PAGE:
Understanding patient first billing

A Sustainable RCM Partner
September 20, 2022
Price Transparency Complexities
November 7, 2022

According to a 2020 survey, less than half of healthcare consumers understand their medical bills. 

In addition, more than half of the respondents to that exact same survey say they pay their medical bills late. The reasons for the late payments range from not knowing they were responsible for the charge, while others to being unclear on how much or what was owed. 

The problem lies in unclear and over-complicated medical bills. Patients need clear-cut and simple medical bills so they are able to understand which portion they are responsible for. 

CMS Policy: Hospitals must now post a list of all their charges

Including gross and payer-negotiated rates, as well as providing a customer-friendly list of a couple hundred of its schedulable services. Let’s not forget about the NO SUPRISES ACT which requires hospitals to provide good faith estimates among other requirements. 

Hospital pricing transparency is a major obstacle for providers. 

Patients are seeking to know their out-of-pocket expenses (Pricing Transparency).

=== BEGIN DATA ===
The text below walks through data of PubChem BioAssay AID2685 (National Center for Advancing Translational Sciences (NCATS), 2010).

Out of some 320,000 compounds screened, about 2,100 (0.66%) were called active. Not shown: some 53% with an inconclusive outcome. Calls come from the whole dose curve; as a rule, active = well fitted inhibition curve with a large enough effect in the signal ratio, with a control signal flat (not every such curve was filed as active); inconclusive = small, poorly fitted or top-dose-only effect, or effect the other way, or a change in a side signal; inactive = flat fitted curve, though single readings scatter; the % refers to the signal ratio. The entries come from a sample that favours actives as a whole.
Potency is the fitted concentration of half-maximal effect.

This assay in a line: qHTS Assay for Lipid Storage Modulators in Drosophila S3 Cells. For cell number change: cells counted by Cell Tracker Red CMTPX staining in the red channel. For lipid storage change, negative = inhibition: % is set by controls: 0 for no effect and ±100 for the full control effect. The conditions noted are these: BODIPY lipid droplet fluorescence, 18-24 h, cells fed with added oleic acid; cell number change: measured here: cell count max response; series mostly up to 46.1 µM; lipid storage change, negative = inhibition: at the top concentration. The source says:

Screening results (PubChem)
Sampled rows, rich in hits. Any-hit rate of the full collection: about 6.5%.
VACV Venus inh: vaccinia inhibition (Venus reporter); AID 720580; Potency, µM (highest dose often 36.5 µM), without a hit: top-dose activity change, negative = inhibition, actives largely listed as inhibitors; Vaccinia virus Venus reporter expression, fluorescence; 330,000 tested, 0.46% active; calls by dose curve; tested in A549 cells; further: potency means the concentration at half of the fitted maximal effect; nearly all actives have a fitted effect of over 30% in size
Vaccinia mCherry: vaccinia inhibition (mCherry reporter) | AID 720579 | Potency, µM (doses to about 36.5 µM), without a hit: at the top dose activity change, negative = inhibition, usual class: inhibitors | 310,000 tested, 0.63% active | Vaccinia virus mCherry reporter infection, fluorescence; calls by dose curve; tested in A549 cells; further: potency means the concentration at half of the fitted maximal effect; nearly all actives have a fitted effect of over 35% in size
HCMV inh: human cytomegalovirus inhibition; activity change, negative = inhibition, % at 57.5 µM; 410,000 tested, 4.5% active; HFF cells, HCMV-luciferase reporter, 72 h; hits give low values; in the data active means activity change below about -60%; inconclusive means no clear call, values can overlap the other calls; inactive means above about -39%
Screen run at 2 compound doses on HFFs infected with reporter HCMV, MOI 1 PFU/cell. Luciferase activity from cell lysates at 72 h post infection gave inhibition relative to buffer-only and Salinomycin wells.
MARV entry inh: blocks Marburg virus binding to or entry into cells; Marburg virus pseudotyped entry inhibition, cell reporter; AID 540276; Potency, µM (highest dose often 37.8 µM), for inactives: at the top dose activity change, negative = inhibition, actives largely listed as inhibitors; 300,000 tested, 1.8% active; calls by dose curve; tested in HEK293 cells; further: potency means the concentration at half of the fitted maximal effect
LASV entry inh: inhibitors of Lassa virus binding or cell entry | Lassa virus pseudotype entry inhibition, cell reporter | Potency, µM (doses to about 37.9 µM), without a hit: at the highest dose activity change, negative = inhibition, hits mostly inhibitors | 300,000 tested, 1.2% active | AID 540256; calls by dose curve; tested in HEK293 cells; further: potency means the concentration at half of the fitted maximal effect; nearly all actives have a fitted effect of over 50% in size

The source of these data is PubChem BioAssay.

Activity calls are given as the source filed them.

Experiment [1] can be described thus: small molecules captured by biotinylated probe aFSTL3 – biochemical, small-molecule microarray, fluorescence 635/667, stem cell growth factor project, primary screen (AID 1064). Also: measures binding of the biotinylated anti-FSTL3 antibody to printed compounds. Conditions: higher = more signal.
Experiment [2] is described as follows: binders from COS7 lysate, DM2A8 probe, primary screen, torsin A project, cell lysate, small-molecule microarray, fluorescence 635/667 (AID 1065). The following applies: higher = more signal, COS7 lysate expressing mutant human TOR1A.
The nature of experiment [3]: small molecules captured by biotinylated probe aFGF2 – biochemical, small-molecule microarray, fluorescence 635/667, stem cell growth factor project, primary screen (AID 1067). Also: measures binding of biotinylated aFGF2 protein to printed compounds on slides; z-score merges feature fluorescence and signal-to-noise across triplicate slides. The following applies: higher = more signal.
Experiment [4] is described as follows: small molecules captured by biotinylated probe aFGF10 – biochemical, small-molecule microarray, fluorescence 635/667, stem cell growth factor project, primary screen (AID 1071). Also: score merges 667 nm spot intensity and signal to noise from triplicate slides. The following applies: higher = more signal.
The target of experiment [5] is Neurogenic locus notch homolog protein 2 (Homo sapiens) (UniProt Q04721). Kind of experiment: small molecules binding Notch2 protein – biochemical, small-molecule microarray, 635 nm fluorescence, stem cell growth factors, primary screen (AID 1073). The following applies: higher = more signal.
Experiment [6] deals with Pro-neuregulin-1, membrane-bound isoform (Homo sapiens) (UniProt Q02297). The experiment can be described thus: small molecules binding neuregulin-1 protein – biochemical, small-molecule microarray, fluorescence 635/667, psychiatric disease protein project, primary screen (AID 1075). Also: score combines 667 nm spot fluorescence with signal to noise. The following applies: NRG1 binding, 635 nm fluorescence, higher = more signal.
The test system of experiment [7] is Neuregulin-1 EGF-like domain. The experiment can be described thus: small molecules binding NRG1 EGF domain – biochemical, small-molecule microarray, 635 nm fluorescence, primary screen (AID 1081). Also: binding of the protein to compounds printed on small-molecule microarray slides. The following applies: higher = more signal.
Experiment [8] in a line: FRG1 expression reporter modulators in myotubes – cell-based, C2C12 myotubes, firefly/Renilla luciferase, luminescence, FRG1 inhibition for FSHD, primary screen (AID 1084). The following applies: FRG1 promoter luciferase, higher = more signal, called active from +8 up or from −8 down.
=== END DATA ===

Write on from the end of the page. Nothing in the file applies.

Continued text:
The problem lies in the gross charges which are typically irrelevant to the patient if they have insurance because then the rate they pay will differ. However, this can lead to shock on the patient side when getting a bill depending on if their deductibles have or haven’t been met. 

How do you make patient-first billing happen?

EDUCATION is the staple, as educating people and putting the proper staff inside the organization. 

Your revenue cycle management team should have done a significant amount of work around this already notifying patients about price transparency and the no surprises act. Providing patients with consent forms, and good faith estimates as required by the law. 

Focusing on paperless billing helps to cut down on the amount of manual work for RCM. 

RCM leaders probably never imagined being in the business of online billing and payments. 

However, this is the new reality with the rise of technology and self-pay which is forcing providers to modernize their patient experience through the use of technology and process. 

Now, in today’s modern healthcare system it is treated more like a business because patients are demanding this type of functionality and technological culture shift in order to be satisfied. 

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